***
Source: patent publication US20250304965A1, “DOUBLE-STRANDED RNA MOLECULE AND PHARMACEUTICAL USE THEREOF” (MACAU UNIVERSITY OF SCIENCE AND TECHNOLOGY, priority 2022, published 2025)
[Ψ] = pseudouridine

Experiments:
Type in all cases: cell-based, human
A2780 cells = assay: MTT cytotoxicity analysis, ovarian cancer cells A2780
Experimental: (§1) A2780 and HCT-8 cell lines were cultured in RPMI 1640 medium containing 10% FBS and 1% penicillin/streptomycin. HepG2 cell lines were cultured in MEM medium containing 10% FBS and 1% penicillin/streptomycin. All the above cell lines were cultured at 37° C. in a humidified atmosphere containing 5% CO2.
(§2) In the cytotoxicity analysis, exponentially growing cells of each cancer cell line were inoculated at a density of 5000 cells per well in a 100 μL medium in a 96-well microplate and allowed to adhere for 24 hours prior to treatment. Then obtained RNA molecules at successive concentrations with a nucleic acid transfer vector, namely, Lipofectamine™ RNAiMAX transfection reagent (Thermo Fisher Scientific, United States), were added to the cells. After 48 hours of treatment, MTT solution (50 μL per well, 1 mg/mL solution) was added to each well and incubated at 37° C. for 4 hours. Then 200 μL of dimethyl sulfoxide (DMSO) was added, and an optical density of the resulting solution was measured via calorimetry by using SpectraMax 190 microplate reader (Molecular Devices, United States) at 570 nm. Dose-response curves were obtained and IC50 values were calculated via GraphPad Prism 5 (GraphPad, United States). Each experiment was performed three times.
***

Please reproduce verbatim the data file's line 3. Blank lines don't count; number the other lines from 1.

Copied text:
Experiments: